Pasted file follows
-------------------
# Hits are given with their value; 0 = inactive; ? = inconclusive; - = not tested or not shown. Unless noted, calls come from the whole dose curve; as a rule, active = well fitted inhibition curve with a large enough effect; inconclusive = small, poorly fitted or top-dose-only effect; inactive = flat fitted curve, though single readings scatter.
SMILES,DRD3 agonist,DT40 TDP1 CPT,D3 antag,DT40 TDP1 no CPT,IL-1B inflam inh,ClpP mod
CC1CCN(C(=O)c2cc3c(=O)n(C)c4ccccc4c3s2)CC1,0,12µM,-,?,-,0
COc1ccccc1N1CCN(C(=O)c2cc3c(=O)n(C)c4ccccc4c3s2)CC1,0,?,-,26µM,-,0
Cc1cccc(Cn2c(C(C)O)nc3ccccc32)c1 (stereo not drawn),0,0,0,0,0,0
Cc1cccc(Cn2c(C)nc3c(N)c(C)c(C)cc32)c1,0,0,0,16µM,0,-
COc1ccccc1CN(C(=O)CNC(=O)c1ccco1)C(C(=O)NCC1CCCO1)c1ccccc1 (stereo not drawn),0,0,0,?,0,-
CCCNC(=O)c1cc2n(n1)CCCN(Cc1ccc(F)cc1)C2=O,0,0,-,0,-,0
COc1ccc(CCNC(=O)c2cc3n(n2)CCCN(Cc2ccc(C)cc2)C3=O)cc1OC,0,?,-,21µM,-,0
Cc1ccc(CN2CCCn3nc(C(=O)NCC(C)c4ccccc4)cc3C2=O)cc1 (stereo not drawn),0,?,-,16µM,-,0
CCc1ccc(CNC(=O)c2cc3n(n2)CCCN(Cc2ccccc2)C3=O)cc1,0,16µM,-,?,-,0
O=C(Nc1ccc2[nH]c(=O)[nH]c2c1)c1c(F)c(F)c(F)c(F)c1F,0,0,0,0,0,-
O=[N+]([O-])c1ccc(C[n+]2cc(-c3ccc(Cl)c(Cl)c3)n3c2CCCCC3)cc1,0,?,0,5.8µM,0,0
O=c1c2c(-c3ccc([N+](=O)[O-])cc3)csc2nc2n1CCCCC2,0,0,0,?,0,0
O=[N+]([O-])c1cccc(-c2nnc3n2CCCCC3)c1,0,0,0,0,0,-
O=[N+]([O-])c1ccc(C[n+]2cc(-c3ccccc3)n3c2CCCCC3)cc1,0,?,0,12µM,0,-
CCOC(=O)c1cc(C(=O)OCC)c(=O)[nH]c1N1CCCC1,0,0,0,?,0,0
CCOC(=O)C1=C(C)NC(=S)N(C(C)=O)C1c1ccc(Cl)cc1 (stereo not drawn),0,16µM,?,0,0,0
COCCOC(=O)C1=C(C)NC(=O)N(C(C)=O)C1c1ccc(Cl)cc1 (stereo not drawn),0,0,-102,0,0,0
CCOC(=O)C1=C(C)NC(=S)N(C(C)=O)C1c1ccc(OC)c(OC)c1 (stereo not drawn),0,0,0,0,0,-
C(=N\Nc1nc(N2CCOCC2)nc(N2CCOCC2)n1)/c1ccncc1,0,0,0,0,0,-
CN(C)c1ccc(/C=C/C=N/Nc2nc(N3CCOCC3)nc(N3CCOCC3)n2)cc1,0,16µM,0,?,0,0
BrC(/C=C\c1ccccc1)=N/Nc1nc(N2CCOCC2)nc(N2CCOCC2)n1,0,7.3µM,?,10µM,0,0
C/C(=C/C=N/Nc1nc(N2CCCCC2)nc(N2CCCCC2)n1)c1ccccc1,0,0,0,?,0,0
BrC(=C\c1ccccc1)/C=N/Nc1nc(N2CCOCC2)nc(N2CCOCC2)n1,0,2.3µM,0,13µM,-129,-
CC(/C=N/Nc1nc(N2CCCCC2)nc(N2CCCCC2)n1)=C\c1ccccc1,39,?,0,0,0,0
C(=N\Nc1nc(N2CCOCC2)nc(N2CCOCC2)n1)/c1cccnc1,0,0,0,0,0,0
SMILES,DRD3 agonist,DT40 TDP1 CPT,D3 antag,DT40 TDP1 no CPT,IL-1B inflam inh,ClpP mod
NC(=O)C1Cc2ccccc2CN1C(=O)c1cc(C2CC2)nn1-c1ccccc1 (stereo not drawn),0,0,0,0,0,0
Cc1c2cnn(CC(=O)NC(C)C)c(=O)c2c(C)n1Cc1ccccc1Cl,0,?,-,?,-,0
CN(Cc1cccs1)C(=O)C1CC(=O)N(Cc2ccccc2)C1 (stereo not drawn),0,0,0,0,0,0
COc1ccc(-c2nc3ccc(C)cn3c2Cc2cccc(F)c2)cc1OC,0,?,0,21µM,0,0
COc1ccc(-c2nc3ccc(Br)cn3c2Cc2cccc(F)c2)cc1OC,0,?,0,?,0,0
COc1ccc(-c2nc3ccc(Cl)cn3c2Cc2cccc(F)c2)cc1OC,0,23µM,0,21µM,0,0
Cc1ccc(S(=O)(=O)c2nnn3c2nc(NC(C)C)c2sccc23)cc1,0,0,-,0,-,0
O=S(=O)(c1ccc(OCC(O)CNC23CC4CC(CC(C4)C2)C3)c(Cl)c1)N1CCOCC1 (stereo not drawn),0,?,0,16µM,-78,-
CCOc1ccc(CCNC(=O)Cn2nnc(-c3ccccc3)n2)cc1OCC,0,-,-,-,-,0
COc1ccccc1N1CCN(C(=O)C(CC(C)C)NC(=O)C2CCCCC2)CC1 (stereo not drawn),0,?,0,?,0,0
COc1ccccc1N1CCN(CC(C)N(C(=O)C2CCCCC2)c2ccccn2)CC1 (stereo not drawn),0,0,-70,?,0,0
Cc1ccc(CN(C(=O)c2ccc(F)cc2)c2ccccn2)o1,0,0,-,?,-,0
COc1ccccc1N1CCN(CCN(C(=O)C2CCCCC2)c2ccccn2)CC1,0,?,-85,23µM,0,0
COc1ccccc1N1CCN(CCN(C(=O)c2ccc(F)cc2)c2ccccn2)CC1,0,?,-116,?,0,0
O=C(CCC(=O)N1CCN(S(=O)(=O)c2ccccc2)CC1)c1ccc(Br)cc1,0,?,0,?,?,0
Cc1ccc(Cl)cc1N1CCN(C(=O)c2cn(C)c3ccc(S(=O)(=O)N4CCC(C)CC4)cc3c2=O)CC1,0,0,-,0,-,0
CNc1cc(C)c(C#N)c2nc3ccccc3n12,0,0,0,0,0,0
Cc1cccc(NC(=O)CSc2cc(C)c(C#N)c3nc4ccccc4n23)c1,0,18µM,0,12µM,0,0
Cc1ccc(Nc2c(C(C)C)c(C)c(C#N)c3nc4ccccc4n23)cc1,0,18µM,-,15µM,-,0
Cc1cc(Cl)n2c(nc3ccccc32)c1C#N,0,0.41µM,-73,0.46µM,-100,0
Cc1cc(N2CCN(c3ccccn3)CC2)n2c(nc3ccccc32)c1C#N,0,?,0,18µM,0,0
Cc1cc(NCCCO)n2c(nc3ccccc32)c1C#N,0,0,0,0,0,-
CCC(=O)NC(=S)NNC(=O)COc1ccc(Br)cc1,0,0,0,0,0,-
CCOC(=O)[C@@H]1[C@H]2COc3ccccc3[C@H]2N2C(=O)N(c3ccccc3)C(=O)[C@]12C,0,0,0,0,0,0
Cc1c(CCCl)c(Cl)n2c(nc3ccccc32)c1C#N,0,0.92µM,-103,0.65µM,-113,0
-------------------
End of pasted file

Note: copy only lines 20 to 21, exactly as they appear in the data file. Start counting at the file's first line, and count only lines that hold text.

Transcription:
CCOC(=O)C1=C(C)NC(=S)N(C(C)=O)C1c1ccc(OC)c(OC)c1 (stereo not drawn),0,0,0,0,0,-
C(=N\Nc1nc(N2CCOCC2)nc(N2CCOCC2)n1)/c1ccncc1,0,0,0,0,0,-